I love meeting teachers who know that making their classroom a safe and affirming place for LGBTQIA+ (queer) students is part of their job. However, this awareness may not translate into a priority because most teachers in the world are overworked and underpaid. Priya Dali and Pooja Krishnakumar have created a fun and friendly zine titled A Straight Guide to Being LGBT Friendly, which is a useful resource for teachers who want to do something constructive but cannot make time to read a long manual. It was published by Gaysi Family, a support group and safe space for the desi queer community, in collaboration with the popular dating app Tinder.
I came across it at the Gaysi Zine Bazaar in Mumbai last month, and was struck by their use of humour and illustrations. Priya is an illustrator and graphic designer who likes to experiment with various forms of storytelling, and runs a blog called ‘स se Sex’. Pooja aka Jo is an activist who enjoys making information accessible, and is also the founder of three initiatives — Almaarii, The Queer Question, and The Circle. Here is an interview with them, and I hope you will learn as much from this as the guide itself. To enquire about copies, you can email firstname.lastname@example.org (All images courtesy Gaysi Family, Priya Dali and Pooja Krishnakumar)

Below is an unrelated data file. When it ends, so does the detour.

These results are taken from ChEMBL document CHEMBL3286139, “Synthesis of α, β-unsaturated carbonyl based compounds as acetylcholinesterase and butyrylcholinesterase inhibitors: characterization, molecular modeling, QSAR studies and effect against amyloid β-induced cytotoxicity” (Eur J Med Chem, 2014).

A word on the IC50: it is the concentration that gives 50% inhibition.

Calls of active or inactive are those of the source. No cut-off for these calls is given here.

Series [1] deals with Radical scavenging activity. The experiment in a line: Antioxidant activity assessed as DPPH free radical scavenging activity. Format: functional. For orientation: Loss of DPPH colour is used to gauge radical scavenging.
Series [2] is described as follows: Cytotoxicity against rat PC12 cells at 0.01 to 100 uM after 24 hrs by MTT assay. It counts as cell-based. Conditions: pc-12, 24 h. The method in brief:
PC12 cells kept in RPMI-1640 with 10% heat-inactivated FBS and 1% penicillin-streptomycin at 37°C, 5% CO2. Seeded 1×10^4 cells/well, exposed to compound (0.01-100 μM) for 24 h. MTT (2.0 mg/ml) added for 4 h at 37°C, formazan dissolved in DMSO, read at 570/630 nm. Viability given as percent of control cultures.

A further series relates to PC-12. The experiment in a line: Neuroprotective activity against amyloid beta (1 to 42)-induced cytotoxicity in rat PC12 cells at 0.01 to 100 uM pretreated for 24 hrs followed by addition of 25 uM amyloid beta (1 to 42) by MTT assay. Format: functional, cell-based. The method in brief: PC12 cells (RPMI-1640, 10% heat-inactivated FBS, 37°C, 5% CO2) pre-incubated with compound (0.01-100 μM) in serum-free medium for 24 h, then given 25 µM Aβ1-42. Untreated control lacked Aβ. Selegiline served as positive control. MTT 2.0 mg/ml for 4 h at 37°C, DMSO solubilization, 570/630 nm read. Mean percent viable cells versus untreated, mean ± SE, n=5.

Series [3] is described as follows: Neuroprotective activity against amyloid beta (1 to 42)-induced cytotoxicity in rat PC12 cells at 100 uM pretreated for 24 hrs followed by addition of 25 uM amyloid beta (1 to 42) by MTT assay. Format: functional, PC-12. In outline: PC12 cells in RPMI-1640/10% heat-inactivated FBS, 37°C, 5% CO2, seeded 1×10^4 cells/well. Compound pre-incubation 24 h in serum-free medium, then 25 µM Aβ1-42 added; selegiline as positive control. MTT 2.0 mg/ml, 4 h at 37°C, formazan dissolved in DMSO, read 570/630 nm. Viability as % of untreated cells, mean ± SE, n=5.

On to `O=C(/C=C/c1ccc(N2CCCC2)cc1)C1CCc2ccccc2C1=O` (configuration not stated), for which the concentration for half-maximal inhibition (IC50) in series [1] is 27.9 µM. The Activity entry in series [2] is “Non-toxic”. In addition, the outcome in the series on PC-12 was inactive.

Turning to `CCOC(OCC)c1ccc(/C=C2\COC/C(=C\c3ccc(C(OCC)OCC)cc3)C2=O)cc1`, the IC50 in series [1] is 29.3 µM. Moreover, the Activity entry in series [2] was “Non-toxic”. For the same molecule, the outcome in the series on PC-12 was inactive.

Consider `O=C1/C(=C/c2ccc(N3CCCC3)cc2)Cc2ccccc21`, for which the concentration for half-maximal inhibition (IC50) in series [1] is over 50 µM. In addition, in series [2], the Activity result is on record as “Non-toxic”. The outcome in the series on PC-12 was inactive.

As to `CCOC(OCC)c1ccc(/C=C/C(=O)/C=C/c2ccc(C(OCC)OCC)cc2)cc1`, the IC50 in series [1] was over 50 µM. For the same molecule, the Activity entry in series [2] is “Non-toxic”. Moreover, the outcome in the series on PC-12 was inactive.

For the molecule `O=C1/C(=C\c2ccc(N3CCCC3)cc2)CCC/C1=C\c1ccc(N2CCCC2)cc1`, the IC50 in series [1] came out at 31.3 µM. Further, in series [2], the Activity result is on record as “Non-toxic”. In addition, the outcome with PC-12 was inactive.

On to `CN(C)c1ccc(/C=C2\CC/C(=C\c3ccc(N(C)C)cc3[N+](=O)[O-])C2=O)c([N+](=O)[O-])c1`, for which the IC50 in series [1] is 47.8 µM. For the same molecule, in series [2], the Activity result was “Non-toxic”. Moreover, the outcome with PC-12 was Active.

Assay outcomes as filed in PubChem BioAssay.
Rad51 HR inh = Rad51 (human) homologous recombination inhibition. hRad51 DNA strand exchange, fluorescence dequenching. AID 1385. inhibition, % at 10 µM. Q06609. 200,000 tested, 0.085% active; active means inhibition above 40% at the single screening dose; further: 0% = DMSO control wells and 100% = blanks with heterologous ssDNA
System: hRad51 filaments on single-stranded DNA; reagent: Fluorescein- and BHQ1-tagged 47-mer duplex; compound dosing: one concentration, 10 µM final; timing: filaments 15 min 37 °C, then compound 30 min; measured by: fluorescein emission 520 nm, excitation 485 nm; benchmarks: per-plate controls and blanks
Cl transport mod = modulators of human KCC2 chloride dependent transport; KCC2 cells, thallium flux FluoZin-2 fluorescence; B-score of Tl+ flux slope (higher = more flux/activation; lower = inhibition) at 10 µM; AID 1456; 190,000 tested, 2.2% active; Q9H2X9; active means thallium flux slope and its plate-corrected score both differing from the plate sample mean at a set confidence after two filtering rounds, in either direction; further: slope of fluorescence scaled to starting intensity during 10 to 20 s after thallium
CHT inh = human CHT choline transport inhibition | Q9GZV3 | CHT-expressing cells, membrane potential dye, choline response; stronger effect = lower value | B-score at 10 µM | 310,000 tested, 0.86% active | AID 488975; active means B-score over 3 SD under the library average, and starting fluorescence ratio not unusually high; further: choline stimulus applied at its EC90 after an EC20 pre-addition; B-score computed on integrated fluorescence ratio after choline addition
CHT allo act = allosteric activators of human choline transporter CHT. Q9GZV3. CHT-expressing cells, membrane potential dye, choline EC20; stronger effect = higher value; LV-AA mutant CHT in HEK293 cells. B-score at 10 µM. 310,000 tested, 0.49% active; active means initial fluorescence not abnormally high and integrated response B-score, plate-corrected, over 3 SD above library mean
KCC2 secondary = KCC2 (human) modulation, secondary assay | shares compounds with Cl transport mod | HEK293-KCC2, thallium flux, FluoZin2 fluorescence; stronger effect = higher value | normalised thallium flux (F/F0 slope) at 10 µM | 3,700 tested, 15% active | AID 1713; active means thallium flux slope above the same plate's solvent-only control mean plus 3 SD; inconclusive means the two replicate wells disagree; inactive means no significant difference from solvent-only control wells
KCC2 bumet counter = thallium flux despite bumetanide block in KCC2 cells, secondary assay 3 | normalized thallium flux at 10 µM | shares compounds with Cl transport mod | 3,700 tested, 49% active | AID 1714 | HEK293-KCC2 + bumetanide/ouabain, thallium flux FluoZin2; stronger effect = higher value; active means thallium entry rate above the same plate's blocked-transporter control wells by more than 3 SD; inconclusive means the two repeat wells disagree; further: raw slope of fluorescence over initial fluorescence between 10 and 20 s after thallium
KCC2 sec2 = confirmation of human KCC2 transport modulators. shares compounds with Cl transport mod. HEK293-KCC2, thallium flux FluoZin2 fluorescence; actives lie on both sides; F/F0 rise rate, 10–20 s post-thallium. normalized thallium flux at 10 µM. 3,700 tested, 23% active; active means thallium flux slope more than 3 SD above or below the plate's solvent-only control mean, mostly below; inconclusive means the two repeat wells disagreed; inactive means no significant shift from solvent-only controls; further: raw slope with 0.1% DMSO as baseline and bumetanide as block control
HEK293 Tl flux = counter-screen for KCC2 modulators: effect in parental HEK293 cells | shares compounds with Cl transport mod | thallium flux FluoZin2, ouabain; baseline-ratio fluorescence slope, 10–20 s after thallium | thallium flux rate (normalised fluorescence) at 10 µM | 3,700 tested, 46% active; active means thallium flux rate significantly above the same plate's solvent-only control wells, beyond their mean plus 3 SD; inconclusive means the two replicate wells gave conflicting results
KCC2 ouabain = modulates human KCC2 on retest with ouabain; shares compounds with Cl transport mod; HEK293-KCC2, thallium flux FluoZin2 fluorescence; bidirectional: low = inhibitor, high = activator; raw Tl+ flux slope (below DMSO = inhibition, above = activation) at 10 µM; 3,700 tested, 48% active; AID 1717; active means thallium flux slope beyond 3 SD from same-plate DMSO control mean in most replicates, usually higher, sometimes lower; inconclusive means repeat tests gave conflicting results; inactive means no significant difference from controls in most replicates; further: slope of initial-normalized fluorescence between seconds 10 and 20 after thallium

Question: What inspired you to create A Straight Guide to Being LGBT Friendly? I would love to hear about specific incidents that made you think people around you could do with some hand-holding around how to treat LGBTQ folx in their lives.
Pooja: There are a lot of resources out there but, often, the important stuff gets buried in jargon. We wanted to write something that would be super easy to understand, consume, and share, so that people no longer have an excuse about not knowing. It is meant to be a starter’s guide to how not to be a terrible person to friends who are queer. It is about learning to be sensitive, to not keep thinking only about yourself.